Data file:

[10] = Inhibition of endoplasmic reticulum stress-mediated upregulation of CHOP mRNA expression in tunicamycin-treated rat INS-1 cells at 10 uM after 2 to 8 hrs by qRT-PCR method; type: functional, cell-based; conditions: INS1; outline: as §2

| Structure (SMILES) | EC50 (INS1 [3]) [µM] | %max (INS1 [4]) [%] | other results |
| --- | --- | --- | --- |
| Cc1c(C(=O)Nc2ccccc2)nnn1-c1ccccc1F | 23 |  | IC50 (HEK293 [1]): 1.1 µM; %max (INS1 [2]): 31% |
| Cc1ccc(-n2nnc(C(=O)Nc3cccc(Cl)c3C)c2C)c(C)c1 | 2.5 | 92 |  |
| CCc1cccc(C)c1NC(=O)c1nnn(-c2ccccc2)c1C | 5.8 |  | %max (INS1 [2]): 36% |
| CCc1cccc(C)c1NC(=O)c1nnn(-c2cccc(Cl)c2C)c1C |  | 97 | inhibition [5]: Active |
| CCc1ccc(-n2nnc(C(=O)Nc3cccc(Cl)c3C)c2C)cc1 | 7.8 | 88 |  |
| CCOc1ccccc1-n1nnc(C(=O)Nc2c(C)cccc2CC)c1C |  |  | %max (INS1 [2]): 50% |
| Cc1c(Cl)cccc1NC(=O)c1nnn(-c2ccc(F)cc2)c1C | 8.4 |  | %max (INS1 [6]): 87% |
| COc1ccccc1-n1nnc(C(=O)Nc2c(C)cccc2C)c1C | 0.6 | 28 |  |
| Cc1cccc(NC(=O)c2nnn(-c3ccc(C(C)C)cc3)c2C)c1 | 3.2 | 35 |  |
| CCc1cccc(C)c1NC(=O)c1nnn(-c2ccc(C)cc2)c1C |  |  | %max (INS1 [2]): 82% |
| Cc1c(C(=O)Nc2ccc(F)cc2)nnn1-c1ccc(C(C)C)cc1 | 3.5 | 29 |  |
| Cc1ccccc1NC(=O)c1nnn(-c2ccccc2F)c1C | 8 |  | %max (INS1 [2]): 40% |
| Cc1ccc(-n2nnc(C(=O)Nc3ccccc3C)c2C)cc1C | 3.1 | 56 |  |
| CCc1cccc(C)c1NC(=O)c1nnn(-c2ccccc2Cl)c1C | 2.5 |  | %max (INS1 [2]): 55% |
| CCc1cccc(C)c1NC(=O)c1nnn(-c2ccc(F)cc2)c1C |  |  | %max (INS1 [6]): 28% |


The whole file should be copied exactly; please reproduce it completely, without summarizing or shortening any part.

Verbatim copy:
[10] = Inhibition of endoplasmic reticulum stress-mediated upregulation of CHOP mRNA expression in tunicamycin-treated rat INS-1 cells at 10 uM after 2 to 8 hrs by qRT-PCR method; type: functional, cell-based; conditions: INS1; outline: as §2

| Structure (SMILES) | EC50 (INS1 [3]) [µM] | %max (INS1 [4]) [%] | other results |
| --- | --- | --- | --- |
| Cc1c(C(=O)Nc2ccccc2)nnn1-c1ccccc1F | 23 |  | IC50 (HEK293 [1]): 1.1 µM; %max (INS1 [2]): 31% |
| Cc1ccc(-n2nnc(C(=O)Nc3cccc(Cl)c3C)c2C)c(C)c1 | 2.5 | 92 |  |
| CCc1cccc(C)c1NC(=O)c1nnn(-c2ccccc2)c1C | 5.8 |  | %max (INS1 [2]): 36% |
| CCc1cccc(C)c1NC(=O)c1nnn(-c2cccc(Cl)c2C)c1C |  | 97 | inhibition [5]: Active |
| CCc1ccc(-n2nnc(C(=O)Nc3cccc(Cl)c3C)c2C)cc1 | 7.8 | 88 |  |
| CCOc1ccccc1-n1nnc(C(=O)Nc2c(C)cccc2CC)c1C |  |  | %max (INS1 [2]): 50% |
| Cc1c(Cl)cccc1NC(=O)c1nnn(-c2ccc(F)cc2)c1C | 8.4 |  | %max (INS1 [6]): 87% |
| COc1ccccc1-n1nnc(C(=O)Nc2c(C)cccc2C)c1C | 0.6 | 28 |  |
| Cc1cccc(NC(=O)c2nnn(-c3ccc(C(C)C)cc3)c2C)c1 | 3.2 | 35 |  |
| CCc1cccc(C)c1NC(=O)c1nnn(-c2ccc(C)cc2)c1C |  |  | %max (INS1 [2]): 82% |
| Cc1c(C(=O)Nc2ccc(F)cc2)nnn1-c1ccc(C(C)C)cc1 | 3.5 | 29 |  |
| Cc1ccccc1NC(=O)c1nnn(-c2ccccc2F)c1C | 8 |  | %max (INS1 [2]): 40% |
| Cc1ccc(-n2nnc(C(=O)Nc3ccccc3C)c2C)cc1C | 3.1 | 56 |  |
| CCc1cccc(C)c1NC(=O)c1nnn(-c2ccccc2Cl)c1C | 2.5 |  | %max (INS1 [2]): 55% |
| CCc1cccc(C)c1NC(=O)c1nnn(-c2ccc(F)cc2)c1C |  |  | %max (INS1 [6]): 28% |